8 thoughts on “Story of the $200 Vintage Trailer

  1. Congratulations on your new trailer! From the outside, it looks like our first trailer, a 1963 15-foot Aristocrat. The last owner was a family with five kids, so you can imagine what the inside looked like. We gave it a new look by painting everything inside with leftover paint. I made new curtains and we put down indoor-outdoor carpeting on the floor. If the refrigerator is an ice box, I’d strongly suggest getting one that works on propane. When we bought our new-to-us trailer two years ago, we sold the old one on craigslist for $375 — it went in 20 minutes, no haggling. The new trailer is positively palatial compared to the old one, and I really love that the refrigerator switches automatically between propane and electricity. On summer camping trips to the Cascades, we used to spend about $50 a week for ice to keep the food cold. Happy travels!

  2. Thanks Cheryl and I think I will look into that (propane fridge) as $50 a week is a LOT of cash! This one is just dirty, dirty, dirty – bought face mask today at dollar store, not sure what is in that dust but it is slowly and surely getting cleaned out and I have the decorating scheme all decided upon, fun times 🙂

  3. Hi,

    Congrats on the trailer, a year later! How is it holding up?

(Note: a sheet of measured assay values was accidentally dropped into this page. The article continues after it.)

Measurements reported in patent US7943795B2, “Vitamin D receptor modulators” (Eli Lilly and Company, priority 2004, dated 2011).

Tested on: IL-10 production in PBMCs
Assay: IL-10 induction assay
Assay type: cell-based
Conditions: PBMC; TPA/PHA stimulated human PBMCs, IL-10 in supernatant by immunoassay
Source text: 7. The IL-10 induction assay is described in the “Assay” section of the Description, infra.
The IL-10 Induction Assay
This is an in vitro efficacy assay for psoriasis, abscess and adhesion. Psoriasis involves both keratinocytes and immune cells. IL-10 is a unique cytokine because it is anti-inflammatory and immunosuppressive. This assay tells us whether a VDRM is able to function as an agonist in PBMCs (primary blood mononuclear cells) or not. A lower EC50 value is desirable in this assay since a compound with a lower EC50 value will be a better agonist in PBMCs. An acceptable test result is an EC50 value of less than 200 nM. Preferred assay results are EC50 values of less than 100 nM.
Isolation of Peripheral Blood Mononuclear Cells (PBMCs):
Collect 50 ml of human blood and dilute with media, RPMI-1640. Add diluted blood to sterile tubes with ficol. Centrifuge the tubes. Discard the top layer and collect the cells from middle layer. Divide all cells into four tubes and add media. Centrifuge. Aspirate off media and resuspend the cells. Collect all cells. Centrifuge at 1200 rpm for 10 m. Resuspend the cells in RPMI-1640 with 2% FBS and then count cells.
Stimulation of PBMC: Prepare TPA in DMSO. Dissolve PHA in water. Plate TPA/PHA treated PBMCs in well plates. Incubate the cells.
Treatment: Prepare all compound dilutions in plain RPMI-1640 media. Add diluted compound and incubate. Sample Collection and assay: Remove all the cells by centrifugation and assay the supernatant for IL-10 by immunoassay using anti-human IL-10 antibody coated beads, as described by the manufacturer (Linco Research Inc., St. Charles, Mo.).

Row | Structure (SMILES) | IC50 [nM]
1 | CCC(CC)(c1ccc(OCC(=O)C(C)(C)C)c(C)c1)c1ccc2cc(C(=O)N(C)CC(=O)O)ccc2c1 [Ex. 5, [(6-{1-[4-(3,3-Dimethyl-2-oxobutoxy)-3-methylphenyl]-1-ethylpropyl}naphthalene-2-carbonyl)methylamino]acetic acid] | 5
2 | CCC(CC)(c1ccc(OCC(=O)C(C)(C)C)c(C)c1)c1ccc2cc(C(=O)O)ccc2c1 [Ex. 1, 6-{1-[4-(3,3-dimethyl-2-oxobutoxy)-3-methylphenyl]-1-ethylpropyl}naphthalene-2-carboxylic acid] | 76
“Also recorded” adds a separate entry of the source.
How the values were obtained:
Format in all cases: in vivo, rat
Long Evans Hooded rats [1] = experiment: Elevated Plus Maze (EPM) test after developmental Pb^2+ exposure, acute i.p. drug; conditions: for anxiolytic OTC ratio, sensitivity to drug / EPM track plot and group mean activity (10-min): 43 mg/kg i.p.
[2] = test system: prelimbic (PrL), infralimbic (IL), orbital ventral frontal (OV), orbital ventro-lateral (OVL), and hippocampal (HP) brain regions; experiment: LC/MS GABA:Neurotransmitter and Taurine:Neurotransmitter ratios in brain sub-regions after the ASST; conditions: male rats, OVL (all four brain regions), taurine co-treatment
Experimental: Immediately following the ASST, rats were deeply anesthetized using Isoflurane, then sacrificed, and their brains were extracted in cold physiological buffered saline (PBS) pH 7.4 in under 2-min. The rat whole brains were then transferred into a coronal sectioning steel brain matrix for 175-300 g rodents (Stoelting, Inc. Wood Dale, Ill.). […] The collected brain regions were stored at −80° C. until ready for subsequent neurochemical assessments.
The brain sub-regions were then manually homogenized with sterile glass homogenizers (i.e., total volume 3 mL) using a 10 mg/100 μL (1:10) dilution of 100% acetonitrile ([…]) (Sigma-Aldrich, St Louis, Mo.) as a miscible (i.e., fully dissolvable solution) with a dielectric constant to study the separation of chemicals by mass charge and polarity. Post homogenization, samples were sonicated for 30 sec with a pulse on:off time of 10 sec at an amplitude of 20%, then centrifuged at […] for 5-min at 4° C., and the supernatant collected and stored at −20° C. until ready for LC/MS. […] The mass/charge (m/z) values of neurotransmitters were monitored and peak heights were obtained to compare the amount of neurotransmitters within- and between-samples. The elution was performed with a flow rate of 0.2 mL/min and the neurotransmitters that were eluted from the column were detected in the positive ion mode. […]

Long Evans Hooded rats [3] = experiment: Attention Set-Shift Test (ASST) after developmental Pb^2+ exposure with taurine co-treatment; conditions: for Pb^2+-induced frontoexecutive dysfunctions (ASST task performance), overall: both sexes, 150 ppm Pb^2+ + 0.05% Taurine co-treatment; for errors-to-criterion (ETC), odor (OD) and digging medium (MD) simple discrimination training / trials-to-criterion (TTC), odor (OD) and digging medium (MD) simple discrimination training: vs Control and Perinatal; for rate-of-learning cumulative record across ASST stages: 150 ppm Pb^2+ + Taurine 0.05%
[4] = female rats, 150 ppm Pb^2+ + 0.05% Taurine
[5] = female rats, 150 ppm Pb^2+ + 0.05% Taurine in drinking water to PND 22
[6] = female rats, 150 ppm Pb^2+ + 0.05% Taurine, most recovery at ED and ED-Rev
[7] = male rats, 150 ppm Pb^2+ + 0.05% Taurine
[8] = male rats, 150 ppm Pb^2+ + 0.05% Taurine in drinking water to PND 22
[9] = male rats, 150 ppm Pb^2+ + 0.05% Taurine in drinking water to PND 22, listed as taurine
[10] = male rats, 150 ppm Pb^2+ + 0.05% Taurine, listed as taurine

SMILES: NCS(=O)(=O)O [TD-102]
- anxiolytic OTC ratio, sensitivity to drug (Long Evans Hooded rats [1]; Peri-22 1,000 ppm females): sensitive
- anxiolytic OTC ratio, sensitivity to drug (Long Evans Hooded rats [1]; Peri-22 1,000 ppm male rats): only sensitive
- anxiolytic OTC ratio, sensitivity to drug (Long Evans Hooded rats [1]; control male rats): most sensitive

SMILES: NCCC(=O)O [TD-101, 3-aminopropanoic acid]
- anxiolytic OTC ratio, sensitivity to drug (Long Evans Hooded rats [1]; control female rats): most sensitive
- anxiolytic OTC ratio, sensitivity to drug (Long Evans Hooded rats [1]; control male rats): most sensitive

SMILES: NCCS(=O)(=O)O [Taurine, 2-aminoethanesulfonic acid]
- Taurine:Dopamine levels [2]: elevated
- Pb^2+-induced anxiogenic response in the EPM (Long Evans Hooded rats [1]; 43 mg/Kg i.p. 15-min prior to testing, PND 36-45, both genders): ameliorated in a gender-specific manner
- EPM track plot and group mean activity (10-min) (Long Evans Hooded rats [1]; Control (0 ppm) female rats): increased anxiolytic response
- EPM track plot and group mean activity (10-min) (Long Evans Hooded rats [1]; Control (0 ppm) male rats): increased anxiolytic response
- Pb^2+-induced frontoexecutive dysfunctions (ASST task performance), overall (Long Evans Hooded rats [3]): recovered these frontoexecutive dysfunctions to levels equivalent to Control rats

I was wondering what resources you used to find this? You looked at “vintage trailer sellers,” but are there any specific websites/other infrastructure with which I could find a trailer? I’m looking to spend no more than $250, on something that can sleep at least 2 people (so teardrop trailers are preffered). Googled, but to no avail!


  4. Paul I am so sorry this is so late and thank you! The trailer is awesome, but we just sold it – $3,200 USD. I just go lucky really, these trailers have become really popular so if you want a cheap one you have to sort-of scout it out yourself (drive around country roads, etc.) and then make an offer in hopes someone doesn’t want it anymore. Ones that are advertised are usually pretty pricey for the age and condition of the trailer… $250 would be pretty tough to find I think.

  5. I just bought a 1969 aloha t.t. for 300. the kids I got her from were towing it with a mini-van. DMV has the wight wrong on title so I see why they had trouble pulling it from Eugene to Florence Oregon. Sadly my plans are to turn her into a gypsy vardos so she will be gutted
    out inside and due to the frount end dry rot i’ll proubly strip her down to the frame and rebuild and get my dream wagon. I plan to use her primarily to store my wool and fibers.

  6. Did you ever post after pictures of this?! I have the same camper and am fixing it up. I would love to see what you did with it !

  7. Aw, that is so nice of you to ask – and I should have posted more (took a ton when I was selling it but couldn’t fine this a.m.) but here are a few:

    Loved that little camper – was comfy and cozy for the 6 months or so I lived in it and took some trips with my son.

    A great Facebook group for motivation and to connect with other doing what you are doing is “Glampers on the Loose”. Really nice gals, everyone shares tips and pics of what they’ve done to their trailer. Highly recommend 🙂

    Have fun! Molly